That’s such a great question because if you look at the fact that China shares its border with 14 countries, the good thing about China’s foreign policy is that not one of those countries is an adversary of China. But one of the limitations of the Chinese foreign policy is that not one of those countries is a natural friend.

How would you define a natural friend?

Well, for example, if India is in trouble, who will you call ? India has many friends around the world. If China is in trouble, who’s China’s best friend? Russia? Maybe Pakistan or North Korea? Those are all assets from their perspective but they are also liabilities, from the broader world. But going back to the central question, in 2010 for example, when North Korea destroyed one of our naval corvettes, 46 sailors died. In December the same year, they bombed one of our islands. And the Chinese perspective at that time was, “Look this happened, we don’t know why, but we are keeping a neutral stance.” At the same time, when the US and Korea reacted with their own exercises, the Chinese got very upset. As a result the Korean perception of China has changed. Japanese and Indian views have also changed. What is happening is that all the countries surrounding China throughout the Asian litorals are now realising that you have to really band together. Not to contain China — that’s impossible — but we should at least tell the Chinese that they are not the only one on the block.

Would you include middle powers like Indonesia or Malaysia too?

Absolutely. Especially Vietnam and Indonesia. If you look at Asean, the opinion polls there, every single major Southeast Asian country is feeling anxious over China. At the same time, every single American ally trades more with China than the US. So China has much more lverage than the former Soviet Union but the key issue is that politically all the Southeast Asian countries are feeling that pressure from China.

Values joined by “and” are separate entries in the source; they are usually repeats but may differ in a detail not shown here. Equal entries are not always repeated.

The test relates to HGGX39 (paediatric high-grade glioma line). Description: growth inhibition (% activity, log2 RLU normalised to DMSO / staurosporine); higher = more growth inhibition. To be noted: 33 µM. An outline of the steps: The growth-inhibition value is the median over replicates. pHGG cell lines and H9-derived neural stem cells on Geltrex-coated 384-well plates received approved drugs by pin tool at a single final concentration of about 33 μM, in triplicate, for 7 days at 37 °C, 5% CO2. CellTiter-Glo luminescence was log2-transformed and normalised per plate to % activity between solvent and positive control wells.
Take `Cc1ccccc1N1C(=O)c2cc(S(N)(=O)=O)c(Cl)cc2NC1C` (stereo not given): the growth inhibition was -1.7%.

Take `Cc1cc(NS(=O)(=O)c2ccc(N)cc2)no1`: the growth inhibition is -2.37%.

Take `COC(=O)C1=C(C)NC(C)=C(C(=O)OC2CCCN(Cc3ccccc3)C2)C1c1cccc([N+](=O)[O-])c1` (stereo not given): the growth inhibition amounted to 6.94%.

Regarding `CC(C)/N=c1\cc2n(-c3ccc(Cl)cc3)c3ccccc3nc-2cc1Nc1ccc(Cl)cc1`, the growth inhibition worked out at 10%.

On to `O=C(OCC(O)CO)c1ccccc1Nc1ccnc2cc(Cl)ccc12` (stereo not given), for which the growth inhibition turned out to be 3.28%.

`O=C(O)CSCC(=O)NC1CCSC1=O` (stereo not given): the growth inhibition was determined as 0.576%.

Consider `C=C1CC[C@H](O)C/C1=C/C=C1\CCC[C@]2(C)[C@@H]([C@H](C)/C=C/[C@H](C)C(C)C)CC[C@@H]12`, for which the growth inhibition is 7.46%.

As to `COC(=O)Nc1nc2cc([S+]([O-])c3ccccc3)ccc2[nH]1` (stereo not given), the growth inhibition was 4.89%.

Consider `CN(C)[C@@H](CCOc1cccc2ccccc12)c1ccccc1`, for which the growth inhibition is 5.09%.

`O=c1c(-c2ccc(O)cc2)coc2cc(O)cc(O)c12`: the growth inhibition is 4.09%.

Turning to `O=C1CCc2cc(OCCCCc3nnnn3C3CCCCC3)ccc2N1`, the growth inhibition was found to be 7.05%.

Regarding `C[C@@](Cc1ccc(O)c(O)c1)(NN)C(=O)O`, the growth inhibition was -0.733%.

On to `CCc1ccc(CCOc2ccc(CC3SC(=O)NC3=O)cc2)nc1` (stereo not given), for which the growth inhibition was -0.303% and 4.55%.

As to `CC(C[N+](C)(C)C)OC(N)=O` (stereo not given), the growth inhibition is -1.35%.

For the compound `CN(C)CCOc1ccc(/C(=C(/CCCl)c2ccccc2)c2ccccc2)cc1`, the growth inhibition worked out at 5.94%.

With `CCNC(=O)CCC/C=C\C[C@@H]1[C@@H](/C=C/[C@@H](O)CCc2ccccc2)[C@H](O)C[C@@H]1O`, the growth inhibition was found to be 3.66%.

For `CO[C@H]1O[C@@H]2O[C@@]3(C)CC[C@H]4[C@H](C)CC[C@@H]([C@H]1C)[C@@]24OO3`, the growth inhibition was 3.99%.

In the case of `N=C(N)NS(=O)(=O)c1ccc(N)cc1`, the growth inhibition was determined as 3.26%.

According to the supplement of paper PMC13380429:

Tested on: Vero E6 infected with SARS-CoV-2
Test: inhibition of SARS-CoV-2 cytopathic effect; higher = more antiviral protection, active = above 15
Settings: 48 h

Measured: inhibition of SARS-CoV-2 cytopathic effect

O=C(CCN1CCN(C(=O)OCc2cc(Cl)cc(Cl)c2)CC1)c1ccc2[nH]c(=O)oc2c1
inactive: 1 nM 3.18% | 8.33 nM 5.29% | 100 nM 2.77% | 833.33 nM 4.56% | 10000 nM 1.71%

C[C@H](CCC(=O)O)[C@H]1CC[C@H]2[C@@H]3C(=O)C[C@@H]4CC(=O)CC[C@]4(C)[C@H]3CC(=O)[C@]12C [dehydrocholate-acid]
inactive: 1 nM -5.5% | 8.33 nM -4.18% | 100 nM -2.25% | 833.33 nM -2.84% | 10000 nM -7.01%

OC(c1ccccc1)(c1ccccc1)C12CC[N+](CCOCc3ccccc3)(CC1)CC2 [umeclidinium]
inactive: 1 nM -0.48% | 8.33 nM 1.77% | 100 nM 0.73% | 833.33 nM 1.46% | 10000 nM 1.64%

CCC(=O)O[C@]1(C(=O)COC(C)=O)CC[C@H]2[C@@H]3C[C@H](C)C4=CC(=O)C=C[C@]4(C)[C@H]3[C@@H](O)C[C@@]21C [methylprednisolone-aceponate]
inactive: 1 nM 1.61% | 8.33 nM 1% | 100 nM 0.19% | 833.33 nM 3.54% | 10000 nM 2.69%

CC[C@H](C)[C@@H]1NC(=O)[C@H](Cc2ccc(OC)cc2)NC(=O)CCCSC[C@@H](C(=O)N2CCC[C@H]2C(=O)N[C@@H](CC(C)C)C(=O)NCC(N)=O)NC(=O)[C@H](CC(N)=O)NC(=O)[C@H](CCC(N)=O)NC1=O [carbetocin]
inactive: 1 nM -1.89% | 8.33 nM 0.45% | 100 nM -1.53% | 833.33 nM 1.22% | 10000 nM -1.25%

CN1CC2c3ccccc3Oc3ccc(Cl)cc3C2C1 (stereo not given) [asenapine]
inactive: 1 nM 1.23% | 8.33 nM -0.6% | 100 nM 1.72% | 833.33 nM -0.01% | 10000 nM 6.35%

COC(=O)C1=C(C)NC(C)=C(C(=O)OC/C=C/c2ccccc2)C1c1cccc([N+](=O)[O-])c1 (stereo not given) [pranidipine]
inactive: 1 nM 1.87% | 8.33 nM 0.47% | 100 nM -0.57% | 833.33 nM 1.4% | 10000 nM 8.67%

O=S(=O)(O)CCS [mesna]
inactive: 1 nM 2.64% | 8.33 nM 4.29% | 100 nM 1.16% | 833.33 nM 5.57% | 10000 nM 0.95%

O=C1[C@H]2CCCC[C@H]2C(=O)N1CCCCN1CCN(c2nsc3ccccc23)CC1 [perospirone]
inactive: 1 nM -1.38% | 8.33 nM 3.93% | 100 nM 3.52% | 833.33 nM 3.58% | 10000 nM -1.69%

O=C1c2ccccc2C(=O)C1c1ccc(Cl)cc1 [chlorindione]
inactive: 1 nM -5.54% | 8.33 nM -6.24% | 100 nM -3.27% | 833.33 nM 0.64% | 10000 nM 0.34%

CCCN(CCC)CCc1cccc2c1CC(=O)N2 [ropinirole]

I’d like to drill deeper on the Korean Peninsula issue, specifically the Chinese attitude towards North Korea. China, it is said, has played a somewhat constructive role in the six party talks with the North Koreans. Some analysts credit Beijing with being able to restrain Pyongyang, to some extent, but there’s also a perception that the Chinese are running with the hares and hunting with the hounds. As a South Korean diplomat, how would you assess where China stands? Do you think the Chinese have leverage that they don’t use with the Kim Jong Un government? Or are they as helpless in many ways as other big powers ?

China is North Korea’s largest provider of economic assisstance and she provides energy and food to it and is a vital pipeline for DPRK’s entry into the global system. Having said that, I think that the Chinese have realized that North Korea is more of a liability than an asset over the long term. And why is that? For example, if you look at the future of the Korean Peninsula, it’s not with North Korea but with South Korea. South Korea’s trade with China is over $300 billion; we’ve just signed an FTA with the Chinese. More Chinese tourists come to South Korea than ever before. 70,000 Koreans study in China every single year. So the number of interactions goes beyond whatever the North Koreans have with the Chinese. But the key issue is political. They believe they owe North Korea allegiance and loyalty because of the history, and we understand that, but the key is that over the longer term, once you reunify the Korean Peninsula, who would you want to see in charge of it? A South Korea that is friendlier towards China, or a North Korea? I think the answer is quite clear.

Well on the assumption that any reunified Korean Peninsula would be an extension of South Korea or ROK, do you think the Chinese and Japanese both have apprehensions about the reunifications of Korea even if it occurs in a benign form as an extension of ROK ?